An operational data store (or “ODS”) is a database designed to integrate data from multiple sources for additional operations on the data. The data is then passed back to operational systems for further operations and to the data warehouse for reporting. Because the data originates from multiple sources, the integration often involves cleaning, resolving redundancy and checking against business rules for integrity. An ODS is usually designed to contain low-level or atomic (indivisible) data (such as transactions and prices) with limited history that is captured “real time” or “near real time” as opposed to the much greater volumes of data stored in the Data warehouse generally on a less-frequent basis.
The general purpose of an “ODS” is to integrate data from disparate source systems in a single structure, using data integration technologies like data virtualization or data federation. This will allow operational access to the data for operational reporting, master data or reference data management. An “ODS” is not a replacement or substitute for an enterprise data warehouse but in turn could become a source. (Source: Wikipedia)
An ODS involves:
- Extracting data from operational systems;
- Moving it into ODS structures; and
- Reorganizing and structuring the data for analysis purposes
How is an ODS different from a data warehouse?
A data warehouse is intended to support strategic planning and business intelligence decision support. It should contain:
- Integrated subject oriented data, e.g sales data;
- Static data, e.g. data that is moved into data warehouses should not change after it is stored in the data warehouse environment;
- Historical data, e.g. data warehouses will usually contain several years worth of historical data; and
- Aggregated, or summarized data e.g. as data becomes “older”, it is summarized to reduce data storage requirements and to improve analysis performance.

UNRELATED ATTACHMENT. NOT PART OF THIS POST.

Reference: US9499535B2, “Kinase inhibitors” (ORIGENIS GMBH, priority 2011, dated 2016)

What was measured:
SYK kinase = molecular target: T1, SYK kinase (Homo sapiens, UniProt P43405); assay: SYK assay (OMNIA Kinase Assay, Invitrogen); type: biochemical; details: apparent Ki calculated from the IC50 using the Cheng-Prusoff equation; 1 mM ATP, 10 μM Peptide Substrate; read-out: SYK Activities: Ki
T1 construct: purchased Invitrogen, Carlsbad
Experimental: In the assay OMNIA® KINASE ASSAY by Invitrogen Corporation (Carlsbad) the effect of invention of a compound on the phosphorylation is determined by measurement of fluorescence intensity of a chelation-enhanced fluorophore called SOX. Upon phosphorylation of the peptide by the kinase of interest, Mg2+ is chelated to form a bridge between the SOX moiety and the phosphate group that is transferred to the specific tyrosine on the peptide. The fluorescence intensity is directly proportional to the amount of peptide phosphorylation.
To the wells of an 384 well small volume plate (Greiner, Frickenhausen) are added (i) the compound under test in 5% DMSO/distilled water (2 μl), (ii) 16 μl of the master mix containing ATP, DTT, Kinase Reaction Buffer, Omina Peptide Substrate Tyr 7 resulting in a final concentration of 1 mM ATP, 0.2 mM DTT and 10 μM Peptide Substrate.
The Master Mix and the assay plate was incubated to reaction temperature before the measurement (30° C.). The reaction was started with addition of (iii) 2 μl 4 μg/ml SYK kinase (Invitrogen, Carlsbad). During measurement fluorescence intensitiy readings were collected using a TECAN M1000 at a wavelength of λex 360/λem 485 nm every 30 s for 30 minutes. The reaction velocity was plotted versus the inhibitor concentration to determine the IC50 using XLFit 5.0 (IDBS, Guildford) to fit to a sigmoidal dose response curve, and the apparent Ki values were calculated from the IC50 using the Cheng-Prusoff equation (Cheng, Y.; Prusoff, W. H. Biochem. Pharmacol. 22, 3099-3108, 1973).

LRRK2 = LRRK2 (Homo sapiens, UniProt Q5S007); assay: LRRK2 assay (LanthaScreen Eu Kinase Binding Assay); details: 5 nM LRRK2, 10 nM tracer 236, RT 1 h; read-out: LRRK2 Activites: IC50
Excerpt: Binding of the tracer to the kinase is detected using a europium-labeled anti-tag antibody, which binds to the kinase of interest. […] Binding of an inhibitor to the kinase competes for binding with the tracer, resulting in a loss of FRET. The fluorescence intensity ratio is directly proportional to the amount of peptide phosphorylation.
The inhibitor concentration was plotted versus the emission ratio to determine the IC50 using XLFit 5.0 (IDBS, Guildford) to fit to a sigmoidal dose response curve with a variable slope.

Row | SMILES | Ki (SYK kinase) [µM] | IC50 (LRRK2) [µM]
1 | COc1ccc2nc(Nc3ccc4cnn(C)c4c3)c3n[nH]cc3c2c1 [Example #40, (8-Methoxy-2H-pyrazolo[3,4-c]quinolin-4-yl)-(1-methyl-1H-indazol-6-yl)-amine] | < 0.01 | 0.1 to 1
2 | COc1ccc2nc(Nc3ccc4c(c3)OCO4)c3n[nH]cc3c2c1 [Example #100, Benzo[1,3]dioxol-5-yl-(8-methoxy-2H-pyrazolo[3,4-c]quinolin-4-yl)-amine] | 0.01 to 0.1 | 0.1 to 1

An operational data store is intended to support operational management and monitoring and should contain:
- Integrated subject oriented data (similar to data warehouses) e.g sales data;
- Volatile data, e.g. data that is moved into an ODS will probably change frequently;
- Current data, e.g. an ODS will usually contain several weeks or even months worth of data instead of large volumes of historical data; and
- Detailed data e.g. as data becomes “older”, it is summarized to reduce data storage requirements and to improve analysis performance. (Source: Information Management Architect)
Joshua is working to become a Data Scientist with focus on Analytics, Big Data, Machine Learning, and Statistics. His passion for Data and Information are second to none. He is a certified IBM Cognos Expert with more than 10 years experience in Business Intelligence & Data Warehousing, Analtyics, IT Management, Software Engineering and Supply Chain Performance Management with Fortune 500 companies. He has specializations in Analytics, Mobile Reporting, Performance Management, and Business Analysis.
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